I’m going to talk about how best-selling novels turn movies or TV series is an important lesson to those in the IT industry.
There was an article a read many years ago, to be honest, I searched and can’t find it to be able to reference. The article, in 50 words was; a best-selling author was talking about the movie that was created on her book. She commented about how it differed from the book, parts of the book were represented differently in the movie, and the casting, although the cast did an amazing job, was not exactly how she pictured them.
There are countless references to similar stories all of the internet. Winston Groom, the author of Forest Gump was so unhappy about the depiction of his book in the movie he started his sequel book with the statement: Don't never let nobody make a movie of your life's story,” and "Whether they get it right or wrong, it don't matter.".
Ronald Dahl of felt the movie version of his book, Charlie in the Chocolate Factory was “crummy,” found Gene Wilder’s Willy Wonka to be “pretentious” and “bouncy,” and thought the director had “no talent or flair.” He vowed that film producers would never get their hands on the sequel to similarly ruin it, at least not in his lifetime.
Reference: I found the above movie references/content here
Now how does this correlate to IT and Agile? Let’s break this down.
These are best-selling authors. These are the best of their industry. There industry is; comprehensive, descriptive and creative writing that provides readers the ability to view, see, smell and experience their stories. These are the experts at writing.
These experts however, still can’t give everyone the same context. Everyone who reads their books doesn’t visualize the same environments. They don’t visualize the characters the same, and often are disappointed by those that are cast as lead roles when books make their way to the big screen.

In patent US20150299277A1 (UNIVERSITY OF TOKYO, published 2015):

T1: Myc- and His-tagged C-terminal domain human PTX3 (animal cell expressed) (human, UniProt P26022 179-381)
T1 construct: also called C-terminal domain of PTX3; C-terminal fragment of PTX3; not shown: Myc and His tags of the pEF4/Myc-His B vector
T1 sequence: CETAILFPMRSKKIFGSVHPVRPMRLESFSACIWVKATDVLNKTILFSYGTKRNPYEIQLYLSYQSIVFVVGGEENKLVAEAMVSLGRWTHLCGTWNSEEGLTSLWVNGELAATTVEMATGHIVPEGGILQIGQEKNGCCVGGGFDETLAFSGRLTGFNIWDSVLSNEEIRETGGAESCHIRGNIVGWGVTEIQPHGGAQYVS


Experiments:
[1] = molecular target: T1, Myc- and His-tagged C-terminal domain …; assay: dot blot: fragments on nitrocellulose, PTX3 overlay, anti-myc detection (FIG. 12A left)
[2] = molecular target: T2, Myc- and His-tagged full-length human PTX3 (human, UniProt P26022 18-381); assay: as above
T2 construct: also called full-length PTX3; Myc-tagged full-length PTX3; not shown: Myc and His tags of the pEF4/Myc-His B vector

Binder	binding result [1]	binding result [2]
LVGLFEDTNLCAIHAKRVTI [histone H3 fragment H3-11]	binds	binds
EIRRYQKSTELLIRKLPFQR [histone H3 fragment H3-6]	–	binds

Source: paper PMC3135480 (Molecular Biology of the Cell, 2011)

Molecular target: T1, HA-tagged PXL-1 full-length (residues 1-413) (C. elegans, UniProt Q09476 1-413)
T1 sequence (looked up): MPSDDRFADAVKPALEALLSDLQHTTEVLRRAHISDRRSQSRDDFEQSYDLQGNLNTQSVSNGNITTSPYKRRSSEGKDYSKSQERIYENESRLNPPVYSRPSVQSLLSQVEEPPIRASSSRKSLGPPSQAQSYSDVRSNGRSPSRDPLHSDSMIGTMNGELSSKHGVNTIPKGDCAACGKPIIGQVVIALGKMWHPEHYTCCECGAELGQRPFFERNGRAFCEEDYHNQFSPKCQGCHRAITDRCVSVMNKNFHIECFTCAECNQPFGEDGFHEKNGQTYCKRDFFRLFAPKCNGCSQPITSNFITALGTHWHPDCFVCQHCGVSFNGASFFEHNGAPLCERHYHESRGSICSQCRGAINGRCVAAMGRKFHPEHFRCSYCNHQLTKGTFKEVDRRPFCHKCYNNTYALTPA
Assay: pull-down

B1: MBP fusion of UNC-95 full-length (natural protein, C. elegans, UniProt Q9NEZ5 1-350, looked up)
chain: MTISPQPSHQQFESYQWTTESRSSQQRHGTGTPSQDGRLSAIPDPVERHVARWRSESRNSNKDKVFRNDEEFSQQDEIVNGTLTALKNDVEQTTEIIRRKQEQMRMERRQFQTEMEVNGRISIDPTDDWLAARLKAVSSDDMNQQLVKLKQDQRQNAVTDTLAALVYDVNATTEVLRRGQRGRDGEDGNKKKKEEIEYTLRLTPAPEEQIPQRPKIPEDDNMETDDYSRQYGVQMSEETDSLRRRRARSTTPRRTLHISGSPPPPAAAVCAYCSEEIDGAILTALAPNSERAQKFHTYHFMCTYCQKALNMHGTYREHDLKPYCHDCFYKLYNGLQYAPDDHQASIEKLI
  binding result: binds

The masters at building a visual and interactive experience through writing can’t get everyone on the same page. Not that they would want to.
The point is, comprehensive documentation within your project will never provide everyone the same context. There will never be full alignment on what the words on the page mean to those reading it. Context comes through conversation, back and forth, and overall communication.
If you watch a movie before reading a book, you will picture the actress while reading the book, you will see the scenes from the movie when reading about them, everyone will start with the same context.
Even the experts can’t get full alignment on what they write, what possibility of success will your technical writers have? Don’t prioritize documentation over the right people talking at the right time. If you do it correctly, when those people pick up the documentation, they will all do so with the same context and common understanding.
Individuals and Interactions of Comprehensive Documentation